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Off Campus Housing

Apartment hunting tips
Chicago & Evanston information

Almost 70% of Kellogg students live off campus in non-university housing. While living in the McManus Apartments is convenient, living off-campus also offers several advantages. Along with having more space and a say in roommate selection, off-campus living provides students with more control over living conditions and a chance to take a breather from Kellogg life (this is especially nice during mid-terms and finals week).

What to expect
Expect one-bedroom apartments to start at $600/month and two bedrooms at $800/month. You may be a bit leery about finding an apartment in a new city. It's true that you must be sure to research potential sites; especially be sure to check on the heating and plumbing facilities. Don't worry - with a little work and some luck you'll find a great place in no time.

What to consider
If you choose to live in Evanston, decide:

Whether you want to walk, drive, or ride your bike to class.

How close you need to be to campus, the Evanston shopping district, and the McManus Apartments (for computers, activities, and group meetings).

How close you want to be to the El train stations that provide north-south service in Evanston and into Chicago.

Also Consider
Main, Ridge, and Noyes Streets form the border to convenient campus and downtown Evanston spots. However, the University prohibits anyone living from Central to Davis and east of Sherman from legally parking in campus lots. (Limited street parking is available near Leverone.) The El parallels Chicago Ave. in south Evanston and Sherman Ave. in north Evanston and stops about every 1/2 mile, including 3 blocks from Kellogg (at el stop - Foster.) Train commutes are possible from the Rogers Park neighborhood, just south of Evanston, where rental rates are cheaper, but it's farther from campus and the neighborhood is generally not as safe as Evanston.

If you live outside Evanston, know that group meetings, corporate presentations, and epic bar evenings translate into late commutes. Living south of Evanston provides "reverse" commutes, but be prepared for delays or public transportation waits. Also, Chicago winters (and drivers) provide hazardous driving conditions.

There are a many options ranging from newer luxury high-rises to vintage studio apartments. Prices and amenities vary (more expensive as you get closer to school) but with enough time and legwork, you can definitely find the place that is right for you and your budget. Here are some resources and apartment hunting tips for you to use in your search...happy hunting!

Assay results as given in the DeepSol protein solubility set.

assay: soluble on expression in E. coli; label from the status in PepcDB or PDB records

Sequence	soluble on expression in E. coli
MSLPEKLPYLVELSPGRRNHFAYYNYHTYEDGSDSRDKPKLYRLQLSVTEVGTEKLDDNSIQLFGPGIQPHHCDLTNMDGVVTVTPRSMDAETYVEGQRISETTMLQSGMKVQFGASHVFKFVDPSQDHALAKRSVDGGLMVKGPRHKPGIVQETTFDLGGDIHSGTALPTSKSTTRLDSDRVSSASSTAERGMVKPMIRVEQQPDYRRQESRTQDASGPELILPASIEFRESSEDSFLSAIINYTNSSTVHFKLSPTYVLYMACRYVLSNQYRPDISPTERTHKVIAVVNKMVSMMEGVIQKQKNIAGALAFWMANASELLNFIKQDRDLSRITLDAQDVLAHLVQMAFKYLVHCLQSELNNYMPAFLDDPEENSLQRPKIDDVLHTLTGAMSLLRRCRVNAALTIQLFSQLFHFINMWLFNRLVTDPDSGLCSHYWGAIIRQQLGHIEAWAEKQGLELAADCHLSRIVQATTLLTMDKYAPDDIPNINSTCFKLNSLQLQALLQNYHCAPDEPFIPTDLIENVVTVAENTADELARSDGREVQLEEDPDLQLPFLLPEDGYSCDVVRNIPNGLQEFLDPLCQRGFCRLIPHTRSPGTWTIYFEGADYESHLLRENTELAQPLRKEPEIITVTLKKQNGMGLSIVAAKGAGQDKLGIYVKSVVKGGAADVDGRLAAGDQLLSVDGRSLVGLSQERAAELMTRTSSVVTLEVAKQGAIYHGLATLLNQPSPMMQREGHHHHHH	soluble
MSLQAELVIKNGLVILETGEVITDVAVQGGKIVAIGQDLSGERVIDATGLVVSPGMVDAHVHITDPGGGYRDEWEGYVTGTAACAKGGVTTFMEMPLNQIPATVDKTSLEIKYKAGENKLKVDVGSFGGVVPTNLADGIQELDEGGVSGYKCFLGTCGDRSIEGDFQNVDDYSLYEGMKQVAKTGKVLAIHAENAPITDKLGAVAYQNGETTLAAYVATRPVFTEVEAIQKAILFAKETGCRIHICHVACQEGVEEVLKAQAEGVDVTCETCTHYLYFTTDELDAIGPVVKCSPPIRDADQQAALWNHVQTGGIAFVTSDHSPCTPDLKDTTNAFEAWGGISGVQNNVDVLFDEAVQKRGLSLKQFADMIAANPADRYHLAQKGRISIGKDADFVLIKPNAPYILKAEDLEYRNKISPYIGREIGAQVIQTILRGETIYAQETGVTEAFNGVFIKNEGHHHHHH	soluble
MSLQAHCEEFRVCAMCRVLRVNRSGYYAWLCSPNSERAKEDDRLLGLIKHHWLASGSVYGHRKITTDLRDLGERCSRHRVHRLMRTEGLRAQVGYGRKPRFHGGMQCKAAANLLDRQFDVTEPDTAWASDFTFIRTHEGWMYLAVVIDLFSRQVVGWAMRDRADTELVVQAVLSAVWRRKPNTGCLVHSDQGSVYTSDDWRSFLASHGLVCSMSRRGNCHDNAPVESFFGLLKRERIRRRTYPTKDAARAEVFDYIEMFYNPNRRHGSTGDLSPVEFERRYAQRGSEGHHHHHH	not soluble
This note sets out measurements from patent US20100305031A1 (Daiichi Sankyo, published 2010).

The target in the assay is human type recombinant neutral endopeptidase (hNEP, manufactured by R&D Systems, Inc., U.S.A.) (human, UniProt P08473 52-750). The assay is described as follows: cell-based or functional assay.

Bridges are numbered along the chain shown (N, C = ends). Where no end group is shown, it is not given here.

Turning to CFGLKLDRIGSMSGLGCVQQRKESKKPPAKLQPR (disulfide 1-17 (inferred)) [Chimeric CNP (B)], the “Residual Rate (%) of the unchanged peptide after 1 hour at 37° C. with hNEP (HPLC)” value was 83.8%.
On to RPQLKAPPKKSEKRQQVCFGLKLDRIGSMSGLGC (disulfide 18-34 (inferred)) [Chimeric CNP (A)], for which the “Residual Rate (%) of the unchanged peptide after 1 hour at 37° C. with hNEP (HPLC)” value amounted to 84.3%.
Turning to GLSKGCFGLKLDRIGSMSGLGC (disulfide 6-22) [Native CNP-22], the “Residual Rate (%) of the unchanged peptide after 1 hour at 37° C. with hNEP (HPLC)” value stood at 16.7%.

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Apartment-Hunting Tips

  • The earlier you start (by mid-summer), the bigger the selection. Don't be afraid to get a two-bedroom apartment by yourself if you are looking in June or early July. You'll make quick friends with those dreading the apartment search.
  • Use friends/family contacts in Chicago to help you find an apartment. They can send you weekly copies of the Evanston Review to give you a head start with your search. They might even save you an extra trip to Evanston if you are lucky.
  • Kellogg often sends notifications to first-years about roommate openings or apartments available for sublet. Contact the person listed quickly because these apartments tend to go fast.
  • Look to share. Out-of-towners might benefit by teaming up with a Chicago-area student.
  • Plan a trip to Evanston. Allow yourself at least 2-3 full days in Evanston to locate suitable housing. Arrive on a Wednesday afternoon or Thursday morning so you can pick up a copy of the latest Chicago Reader or Evanston Review, available at many bookstores, grocery stores, and news stands throughout Evanston.
  • The NU Off-Campus Life office lists information regarding living resources and off-campus housing options in the Evanston/Chicago-metro communities.
  • Visit Kellogg Student Affairs. The office keeps a book of all of the 2nd-year evaluations and room forms in our office with newest listings.
  • Walk (or bike--rentals are cheap at Norris!) around Evanston and look for apartment opening signs. Plan on scouting the major streets to search for vacancies. Many students live north of Leverone (in the Ridge/ Sherman/ Noyes vicinity). Others live south of campus on Chicago, Hinman or other streets north of Main Street.
  • Contact Real Estate Agencies or Management Companies. Names of some local management companies are included below and can be found in the Evanston Review, The Reader (especially for Chicago housing), or other local papers. Be sure to tell them you are a Kellogg student as many companies won't rent to undergrads.